By Jodi Schellenberg, The Prince Albert Daily Herald
First published on June 23, 2014
SASKATCHEWAN, CANADA | After experiencing a brain injury herself, Emilia Becker decided to share her story with others to raise awareness.
Becker came to Prince Albert to bring awareness to Brain Injury Awareness Month and spoke to city council about her own experiences.
Although you wouldn’t know to look at her, Becker was in an accident when she was only 11 years old.
The school bus she was riding at her hometown near Regina ran the yield side, hitting a Canadian Pacific Railway vehicle, causing the bus the flip and hit the opposite ditch.
Emilia Becker, a brain injury survivor, came into Prince Albert
to talk to city council about brain injury awareness.
“I actually don’t remember the day of the accident or three months prior,” Becker said. “I remember waking up in a truck and asking what happened and I remember waking up in the hospital and being asked to draw a straight line but I couldn’t do that.”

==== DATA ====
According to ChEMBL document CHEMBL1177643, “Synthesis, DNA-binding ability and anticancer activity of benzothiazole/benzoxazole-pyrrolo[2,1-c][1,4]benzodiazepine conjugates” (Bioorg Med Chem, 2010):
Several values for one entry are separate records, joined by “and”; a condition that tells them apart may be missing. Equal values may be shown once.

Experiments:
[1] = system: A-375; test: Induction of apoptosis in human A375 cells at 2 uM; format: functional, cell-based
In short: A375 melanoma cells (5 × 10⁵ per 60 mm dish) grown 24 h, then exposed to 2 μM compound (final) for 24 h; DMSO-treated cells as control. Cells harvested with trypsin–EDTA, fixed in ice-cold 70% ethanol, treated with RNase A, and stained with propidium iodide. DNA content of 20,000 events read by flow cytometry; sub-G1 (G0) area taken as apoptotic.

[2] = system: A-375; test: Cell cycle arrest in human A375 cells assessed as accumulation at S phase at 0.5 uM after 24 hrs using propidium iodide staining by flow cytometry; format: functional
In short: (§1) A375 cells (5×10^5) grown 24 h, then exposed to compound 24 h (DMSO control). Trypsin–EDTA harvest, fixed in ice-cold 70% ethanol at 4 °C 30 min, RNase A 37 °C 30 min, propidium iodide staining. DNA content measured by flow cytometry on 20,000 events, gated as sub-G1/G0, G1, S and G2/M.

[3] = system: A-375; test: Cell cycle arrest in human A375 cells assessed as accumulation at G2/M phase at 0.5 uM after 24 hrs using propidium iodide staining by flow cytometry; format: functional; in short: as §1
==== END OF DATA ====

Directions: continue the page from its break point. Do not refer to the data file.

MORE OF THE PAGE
She received some physical injuries as well as a diffuse axonal injury, which is a type of moderate brain injury.
Not all brain injuries have the same symptoms — Becker had physical, intellectual and emotional symptoms.
Becker said one of her physical symptoms was related to her right side, which was partially impacted and her right foot would turn in as she walked.
“I also lost a lot of memory,” she said. “I couldn’t do math to the same level as I could before, I forgot all of my Spanish and my French and I couldn’t read at the same level as I could before.”
To work on her physical symptoms they used reciprocal motion to relearn some skills.
They found her a bike to ride in the winter to retrain her brain to do some reciprocal motion activities that used to be fluid and intuitive.
“What used to be natural had to be relearned, such as actions like running and throwing,” Becker said.
In addition, she was an A-plus student before the accident, involved in activities such as tap, jazz, ballet, Girl Guides and voice lessons — all of which changed overnight.
“I was somewhat embarrassed to have an injury like this and not be able to do any of the activities I could before,” Becker said. “Eventually I came to the point where I realized that just because you have an injury doesn’t mean that you’re any worse of a person or worse off.
“You can relearn things and you can do things in a different way if not in the same way as before,” she added. “You can retrain your brain and you can learn new ways to do things.”
Read the rest of this inspiring story by visiting The Prince Albert Daily Herald.